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A person holds a pharmacare sign at a health-care rally on Parliament Hill in Ottawa on Feb. 13.PATRICK DOYLE/The Canadian Press

Finance Minister Chrystia Freeland says the pharmacare deal between the federal Liberals and the New Democrats will not jeopardize Canada’s fiscal standing, as her government prepares to table legislation this week for a program that is expected to cover diabetes and birth-control medications.

“It is very, very important to invest in supporting Canadians and to do so in a fiscally responsible way,” Ms. Freeland told reporters Sunday during a news conference in Warsaw.

Ms. Freeland’s comments mark the first time anyone from the government has commented on the agreement that became public on Friday, when NDP Leader Jagmeet Singh confirmed the two parties had reached a deal.

Legislation is expected to be tabled this week. Mr. Singh had previously warned if an agreement was not reached on pharmacare by March 1, his party would walk away from a confidence-and-supply arrangement that has kept the Liberal minority government in power.

A source with direct knowledge of the deal previously told The Globe and Mail that the pharmacare plan would cost more than $1-billion a year once it is implemented. The Globe is not identifying the source because they were not authorized to discuss the sensitive negotiations.

Mr. Singh said Friday that Canadians will soon be able to get their contraceptives and diabetes medications at a pharmacy without paying out of pocket.

The issue of how pharmacare will be paid for is expected to become a political issue, with Conservative Leader Pierre Poilievre telling a radio station in Windsor, Ont., on Friday that the majority of Canadians “already have pharmaceutical coverage through their workplace or through provincial social services” and that pharmacare will result in “massive new bureaucracy.”

The plan has also faced opposition from some provincial governments, notably Quebec and Alberta, which have said they would opt out of a national pharmacare program if given the option.

An expert committee, with members agreed upon by both parties, is expected to be set up to advise on next steps for the implementation of the program, including how to pay for it. The Globe is not identifying the source because they were not authorized to discuss the talks.

Eric Hoskins, the former chair of an advisory council that put forward a roadmap on universal pharmacare in 2019, says the agreement amounts to major progress and will help millions.

Dr. Hoskins, a medical doctor who previously served as a Liberal health minister in Ontario, said in an interview that the deal amounts to a massive advance since medicare in the 1960s.

“It needs to be seen in that light and just how important and monumental it is,” he said.

Dr. Hoskins said for diabetes, which affects about one in 10 Canadians, patients will be able to access medications and supplies, such as needles and syringes, for no charge and without paying a deductible. He said that this will not only save lives but it will improve quality of life, reducing complications such as strokes, heart attacks and kidney disease that can result from the disease not being treated properly.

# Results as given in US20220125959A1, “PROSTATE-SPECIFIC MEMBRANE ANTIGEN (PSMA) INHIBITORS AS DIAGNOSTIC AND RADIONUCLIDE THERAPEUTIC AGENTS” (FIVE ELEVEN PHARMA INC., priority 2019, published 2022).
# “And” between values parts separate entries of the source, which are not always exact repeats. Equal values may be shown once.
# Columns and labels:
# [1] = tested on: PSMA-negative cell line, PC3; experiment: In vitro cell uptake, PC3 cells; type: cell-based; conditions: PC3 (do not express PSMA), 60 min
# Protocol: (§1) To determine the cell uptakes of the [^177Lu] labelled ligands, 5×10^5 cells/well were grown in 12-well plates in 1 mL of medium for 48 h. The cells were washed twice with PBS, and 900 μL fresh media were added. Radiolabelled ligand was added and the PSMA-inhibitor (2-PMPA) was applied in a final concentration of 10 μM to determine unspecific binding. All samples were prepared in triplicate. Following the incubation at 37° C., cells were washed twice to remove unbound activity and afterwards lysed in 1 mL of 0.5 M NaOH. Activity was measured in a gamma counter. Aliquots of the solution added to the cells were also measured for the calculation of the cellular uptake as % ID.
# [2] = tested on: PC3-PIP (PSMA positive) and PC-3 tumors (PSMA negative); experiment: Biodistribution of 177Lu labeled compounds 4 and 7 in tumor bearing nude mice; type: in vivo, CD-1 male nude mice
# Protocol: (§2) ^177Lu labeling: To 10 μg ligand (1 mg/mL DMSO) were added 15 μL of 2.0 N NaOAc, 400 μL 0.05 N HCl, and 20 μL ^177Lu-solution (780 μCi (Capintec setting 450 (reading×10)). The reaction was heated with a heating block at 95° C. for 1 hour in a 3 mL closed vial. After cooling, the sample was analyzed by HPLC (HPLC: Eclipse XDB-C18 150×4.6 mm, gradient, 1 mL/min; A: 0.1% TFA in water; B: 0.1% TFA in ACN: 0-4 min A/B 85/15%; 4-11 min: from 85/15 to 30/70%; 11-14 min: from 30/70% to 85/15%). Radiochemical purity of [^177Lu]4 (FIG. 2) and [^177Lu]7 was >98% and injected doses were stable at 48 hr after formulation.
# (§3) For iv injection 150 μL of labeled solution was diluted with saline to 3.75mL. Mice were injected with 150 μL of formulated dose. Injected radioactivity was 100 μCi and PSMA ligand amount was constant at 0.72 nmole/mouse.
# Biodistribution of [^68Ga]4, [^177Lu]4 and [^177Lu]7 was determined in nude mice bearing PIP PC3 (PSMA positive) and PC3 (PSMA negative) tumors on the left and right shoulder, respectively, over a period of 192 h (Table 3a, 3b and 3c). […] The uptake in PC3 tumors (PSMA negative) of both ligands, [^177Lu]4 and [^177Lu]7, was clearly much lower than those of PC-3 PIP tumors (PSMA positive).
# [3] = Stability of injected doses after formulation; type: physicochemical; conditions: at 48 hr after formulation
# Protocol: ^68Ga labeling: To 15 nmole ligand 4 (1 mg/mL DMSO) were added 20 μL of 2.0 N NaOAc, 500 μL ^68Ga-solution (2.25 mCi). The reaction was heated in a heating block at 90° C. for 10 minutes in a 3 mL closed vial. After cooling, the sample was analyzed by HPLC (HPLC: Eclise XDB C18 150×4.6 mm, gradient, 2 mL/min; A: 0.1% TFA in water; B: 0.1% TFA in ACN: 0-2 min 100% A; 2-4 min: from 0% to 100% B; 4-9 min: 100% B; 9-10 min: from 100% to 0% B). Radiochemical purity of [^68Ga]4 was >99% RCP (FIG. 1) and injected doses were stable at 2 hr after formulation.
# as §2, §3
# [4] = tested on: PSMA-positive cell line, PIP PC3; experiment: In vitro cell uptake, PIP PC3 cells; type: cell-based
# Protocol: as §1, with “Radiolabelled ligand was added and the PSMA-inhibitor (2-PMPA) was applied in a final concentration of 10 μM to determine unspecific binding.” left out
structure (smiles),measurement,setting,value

The challenge of trying to access medications crosses all forms of coverage, and cannot simply be described as applying to people who are not captured by plans, he added.

The advisory council found roughly one in five households had directly experienced problems in accessing medications where they were unable to afford them, Dr. Hoskins said, adding some patients end up skipping their doses or splitting pills as a result of cost.

“In this economy, where people are struggling with the cost of living, that access challenge has become even greater,” he said.

Jane Philpott, the dean of the Faculty of Health Sciences at Queen’s University who served as federal Liberal health minister when Dr. Hoskins’ advisory council was tasked with conducting its study, has long been a proponent of universal pharmacare. She said diabetes medications and birth control are two good categories with which to start.

“I think what I will be really watching for when we see the legislation is is it actually universal,” Dr. Philpott said. “The single-payer piece is enormously important.”

Anne McGrath, a lead negotiator for the NDP during pharmacare discussions, said her party was clear all along that was the model it wanted.

“I think the government has been quite resistant to that, for sure,” she said. “That was an issue that we had to resolve.”

Ms. McGrath did not expand on how that was settled during the negotiations and said that she could not comment on the forthcoming legislation.

Earlier this month, Health Minister Mark Holland said the government could not afford a “massively expensive program.”

After news broke of the Liberal and NDP agreement, the Canadian Chamber of Commerce released a statement that questioned how the new pharmacare deal squares with the government’s pledge of fiscal responsibility.

The Montreal Economic Institute said in a report last week that imposing a government-funded pharmacare program would hurt the quality of coverage for people who currently have private plans because those plans tend to cover more treatments than those run by governments.

With reports from Marieke Walsh and The Canadian Press

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